Petroleum Science

, Volume 14, Issue 2, pp 286–301 | Cite as

Naturally fractured hydrocarbon reservoir simulation by elastic fracture modeling

Open Access
Original Paper

Abstract

Accurate fluid flow simulation in geologically complex reservoirs is of particular importance in construction of reservoir simulators. General approaches in naturally fractured reservoir simulation involve use of unstructured grids or a structured grid coupled with locally unstructured grids and discrete fracture models. These methods suffer from drawbacks such as lack of flexibility and of ease of updating. In this study, I combined fracture modeling by elastic gridding which improves flexibility, especially in complex reservoirs. The proposed model revises conventional modeling fractures by hard rigid planes that do not change through production. This is a dubious assumption, especially in reservoirs with a high production rate in the beginning. The proposed elastic fracture modeling considers changes in fracture properties, shape and aperture through the simulation. This strategy is only reliable for naturally fractured reservoirs with high fracture permeability and less permeable matrix and parallel fractures with less cross-connections. Comparison of elastic fracture modeling results with conventional modeling showed that these assumptions will cause production pressure to enlarge fracture apertures and change fracture shapes, which consequently results in lower production compared with what was previously assumed. It is concluded that an elastic gridded model could better simulate reservoir performance.

Keywords

Reservoir performance Discrete fracture model Naturally fractured reservoir History matching Elastic gridding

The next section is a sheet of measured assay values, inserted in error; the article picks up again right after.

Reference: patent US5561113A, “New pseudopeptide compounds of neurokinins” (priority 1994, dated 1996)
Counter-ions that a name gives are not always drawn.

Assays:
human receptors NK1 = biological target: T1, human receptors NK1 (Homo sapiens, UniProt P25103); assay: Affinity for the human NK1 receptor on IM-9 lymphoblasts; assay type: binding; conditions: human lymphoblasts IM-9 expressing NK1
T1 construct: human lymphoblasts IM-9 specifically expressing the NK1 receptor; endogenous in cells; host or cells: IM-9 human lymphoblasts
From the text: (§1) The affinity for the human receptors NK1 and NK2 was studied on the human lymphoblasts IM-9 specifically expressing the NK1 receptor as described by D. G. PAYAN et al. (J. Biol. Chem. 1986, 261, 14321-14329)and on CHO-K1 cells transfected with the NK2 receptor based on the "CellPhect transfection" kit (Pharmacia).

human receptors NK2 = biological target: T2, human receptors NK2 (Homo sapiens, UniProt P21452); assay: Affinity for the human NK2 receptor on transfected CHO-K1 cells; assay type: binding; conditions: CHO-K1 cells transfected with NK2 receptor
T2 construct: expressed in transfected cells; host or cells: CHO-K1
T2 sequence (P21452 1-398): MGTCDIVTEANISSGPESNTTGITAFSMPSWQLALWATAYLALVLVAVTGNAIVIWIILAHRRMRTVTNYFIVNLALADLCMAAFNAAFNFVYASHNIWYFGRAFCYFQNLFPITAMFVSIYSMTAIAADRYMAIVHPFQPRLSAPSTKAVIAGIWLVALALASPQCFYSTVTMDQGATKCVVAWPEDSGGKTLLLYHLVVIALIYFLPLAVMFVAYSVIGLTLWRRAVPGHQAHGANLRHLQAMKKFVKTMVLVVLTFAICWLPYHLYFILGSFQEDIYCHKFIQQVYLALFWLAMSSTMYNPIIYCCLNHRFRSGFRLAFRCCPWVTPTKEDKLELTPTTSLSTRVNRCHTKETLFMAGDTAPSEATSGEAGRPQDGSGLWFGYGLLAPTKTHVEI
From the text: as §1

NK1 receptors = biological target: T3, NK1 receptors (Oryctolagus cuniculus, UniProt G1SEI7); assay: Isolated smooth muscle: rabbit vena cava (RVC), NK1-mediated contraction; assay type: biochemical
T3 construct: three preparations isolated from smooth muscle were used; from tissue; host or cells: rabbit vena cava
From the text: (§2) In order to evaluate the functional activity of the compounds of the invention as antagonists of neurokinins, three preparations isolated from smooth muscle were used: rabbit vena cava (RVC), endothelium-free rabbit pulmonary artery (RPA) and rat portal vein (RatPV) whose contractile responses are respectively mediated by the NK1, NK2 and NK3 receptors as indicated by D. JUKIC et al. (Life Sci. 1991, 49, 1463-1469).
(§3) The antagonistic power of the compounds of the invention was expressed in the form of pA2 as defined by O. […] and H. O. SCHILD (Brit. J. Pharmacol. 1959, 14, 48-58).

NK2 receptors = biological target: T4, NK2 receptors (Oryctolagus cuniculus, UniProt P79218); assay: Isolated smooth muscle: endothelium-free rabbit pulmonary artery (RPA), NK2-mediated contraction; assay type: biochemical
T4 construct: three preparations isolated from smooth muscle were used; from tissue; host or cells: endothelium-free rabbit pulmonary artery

1 Introduction

To handle the complexity of reservoir heterogeneity which comes from natural fractures, the nature of the reservoir should be determined in advance (Agar and Hampson 2014). The complexity in reservoir modeling either comes from reservoir characterization (e.g., heterogeneity and anisotropy in permeability) or from the process of oil recovery (e.g., capillarity, gravity and phase behavior), or from both (Kresse et al. 2013). To resolve this complexity, a dual-porosity model (Nie et al. 2012) and recently a triple-porosity model (Huang et al. 2015; Sang et al. 2016) have been introduced to simulate fractured reservoirs. Despite many useful features of the dual-porosity model, it cannot provide reliable results in reservoirs in which fractures do not intersect (Karimi-Fard and Firoozabadi 2003). Applicability of the classic double-porosity model with a constant shape factor to low-permeability reservoir simulation is questionable (Cai et al. 2015). It also does not describe discrete fractures, which are the main source of challenge in naturally fractured reservoirs (Chen et al. 2008; Presho et al. 2011; Soleimani 2016a). History matching of naturally fractured reservoirs becomes more challenging particularly when these models are represented using discrete fracture network (DFN) models in carbonate rocks (Bahrainian et al. 2015). DFN models were also represented using generally unstructured grids to achieve high degrees of geological realism. Karimi-Fard et al. (2004) introduced an efficient discrete fracture model applicable for general-purpose reservoir simulators. Accurate representation of each individual fracture requires use of unstructured grids which can consider effects of the fracture aperture (Mi et al. 2014). Jiang and Younis (2015) implemented a lower-dimensional DFN model based on unstructured gridding for handling complex fracture geometry in simulated formation. Although DFN models have several advantages, they cannot be used directly with standard history matching techniques for strongly heterogeneous reservoirs with complex fracture geometry (Yan et al. 2016). Figure 1a shows a real structure and shape of different porosities in a limestone cube. Figure 1b, c shows conventional dual-porosity and DFN approaches that model the realistic fractures in a limestone fractured reservoir. In such models, if in the course of history matching, more fractures are added, moved or deleted, the model must be re-gridded from the beginning (Salimi and Bruining 2010).